I know I’d been saying that I probably wouldn’t have time to attend Wes Ely’s Grand Rounds presentation yesterday, “A New Frontier in Critical Care: Saving the Injured Brain.” But against all odds, I actually got to go, along with some medical students and a Family Medicine resident.
As I expected, Dr. Ely brought the house down. His talk was similar to the one he gave at Emory University in Atlanta, Georgia, but not identical. He described the results of the study “Haloperidol and Ziprasidone for treatment of Delirium in Critical Illness,” published last October in the New England Journal of Medicine. There’s a YouTube video of that in my March 28, 2019 post announcing his visit to Iowa City.
He also discussed in detail the ABCDEF bundle for protecting the brains of patients in the ICU.
When he outlined the history of intravenous haloperidol for the treatment of delirium in critical care units, I had to cringe because I remembered the continuous IV haloperidol infusion protocol (running at 5-10 mg an hour) developed by Riker and colleagues. I mention it for historical reasons only. I don’t recommend using it.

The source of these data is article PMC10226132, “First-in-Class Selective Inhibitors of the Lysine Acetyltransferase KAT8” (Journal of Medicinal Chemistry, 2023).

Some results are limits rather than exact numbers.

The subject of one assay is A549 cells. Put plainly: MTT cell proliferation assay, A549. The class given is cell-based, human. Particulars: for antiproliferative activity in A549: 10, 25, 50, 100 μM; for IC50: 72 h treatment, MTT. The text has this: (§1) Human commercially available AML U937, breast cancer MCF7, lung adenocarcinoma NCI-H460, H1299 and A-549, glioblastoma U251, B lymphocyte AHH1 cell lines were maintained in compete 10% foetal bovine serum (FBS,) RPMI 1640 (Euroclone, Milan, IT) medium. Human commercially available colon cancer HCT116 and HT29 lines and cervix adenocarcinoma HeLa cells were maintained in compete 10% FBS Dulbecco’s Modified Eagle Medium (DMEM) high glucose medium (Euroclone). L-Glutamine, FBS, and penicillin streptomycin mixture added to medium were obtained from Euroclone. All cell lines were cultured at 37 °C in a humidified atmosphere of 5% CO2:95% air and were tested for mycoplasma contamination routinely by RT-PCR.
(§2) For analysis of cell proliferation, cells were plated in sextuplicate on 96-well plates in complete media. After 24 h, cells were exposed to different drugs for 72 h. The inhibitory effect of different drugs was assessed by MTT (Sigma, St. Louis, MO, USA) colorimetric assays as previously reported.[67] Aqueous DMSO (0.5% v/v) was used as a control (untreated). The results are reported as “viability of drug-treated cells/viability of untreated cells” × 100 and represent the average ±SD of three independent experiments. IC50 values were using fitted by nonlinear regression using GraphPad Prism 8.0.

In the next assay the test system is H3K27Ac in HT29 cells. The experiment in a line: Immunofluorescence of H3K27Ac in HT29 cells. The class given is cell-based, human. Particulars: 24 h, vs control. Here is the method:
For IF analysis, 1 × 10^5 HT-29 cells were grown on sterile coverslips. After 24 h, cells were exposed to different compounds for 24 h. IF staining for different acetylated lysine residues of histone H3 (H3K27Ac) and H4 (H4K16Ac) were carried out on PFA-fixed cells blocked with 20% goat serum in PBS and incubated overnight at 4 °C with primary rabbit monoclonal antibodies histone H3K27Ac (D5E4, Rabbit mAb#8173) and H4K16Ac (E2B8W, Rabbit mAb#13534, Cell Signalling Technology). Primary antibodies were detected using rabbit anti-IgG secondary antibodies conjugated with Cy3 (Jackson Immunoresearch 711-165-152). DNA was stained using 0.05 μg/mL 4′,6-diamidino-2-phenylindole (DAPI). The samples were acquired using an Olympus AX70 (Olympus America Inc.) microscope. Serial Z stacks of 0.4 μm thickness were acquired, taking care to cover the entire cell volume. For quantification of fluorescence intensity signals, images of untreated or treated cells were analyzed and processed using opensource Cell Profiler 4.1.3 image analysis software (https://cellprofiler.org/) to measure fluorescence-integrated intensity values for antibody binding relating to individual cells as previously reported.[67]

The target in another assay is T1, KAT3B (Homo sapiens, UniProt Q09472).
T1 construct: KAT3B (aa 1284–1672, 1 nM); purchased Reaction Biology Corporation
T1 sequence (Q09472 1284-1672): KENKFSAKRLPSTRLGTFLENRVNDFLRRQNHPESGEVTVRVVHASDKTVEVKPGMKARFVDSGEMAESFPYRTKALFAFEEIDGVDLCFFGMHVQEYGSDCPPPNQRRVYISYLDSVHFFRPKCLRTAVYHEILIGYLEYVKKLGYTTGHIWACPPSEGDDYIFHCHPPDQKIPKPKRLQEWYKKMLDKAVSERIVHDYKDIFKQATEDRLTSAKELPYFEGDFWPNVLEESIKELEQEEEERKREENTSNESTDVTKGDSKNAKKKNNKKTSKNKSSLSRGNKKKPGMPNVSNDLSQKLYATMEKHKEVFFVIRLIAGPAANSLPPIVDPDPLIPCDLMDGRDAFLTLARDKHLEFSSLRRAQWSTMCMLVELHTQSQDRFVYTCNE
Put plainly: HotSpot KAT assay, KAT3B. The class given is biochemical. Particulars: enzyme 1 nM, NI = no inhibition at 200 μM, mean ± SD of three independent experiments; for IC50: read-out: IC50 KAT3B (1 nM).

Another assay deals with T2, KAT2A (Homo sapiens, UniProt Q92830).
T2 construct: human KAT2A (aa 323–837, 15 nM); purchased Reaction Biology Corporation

Riker, R. R., G. L. Fraser and P. M. Cox (1994). “Continuous infusion of haloperidol controls agitation in critically ill patients.” Critical care medicine 22(3): 433-440.
After his presentation, Dr. Ely asked for questions. I asked him what he thought the role of the psychiatrist is regarding ICU delirium. He actually recognized me; we met very briefly at a meeting of the American Delirium Society in Indianapolis several years ago.
Even better, he knew enough to mention the catatonic variant of delirium and the irony of using a benzodiazepine to treat it, which you would avoid like the plague in delirium (except for alcohol withdrawal, for example). However, benzodiazepines can reverse catatonia. See my post from April 10, 2019 (“Delirium and Catatonia: Medical Emergencies”). He thought psychiatrists would know more about that and would be important collaborators in managing catatonia.
It’s difficult not to be excited by the advances in medicine and psychiatry when an inspirational scientist, humanist, and visionary leader like Wes comes to town. It makes me wonder how I’m going to get a buzz like that out of anything I do in retirement.
On the other hand, I get a kick out of making silly videos.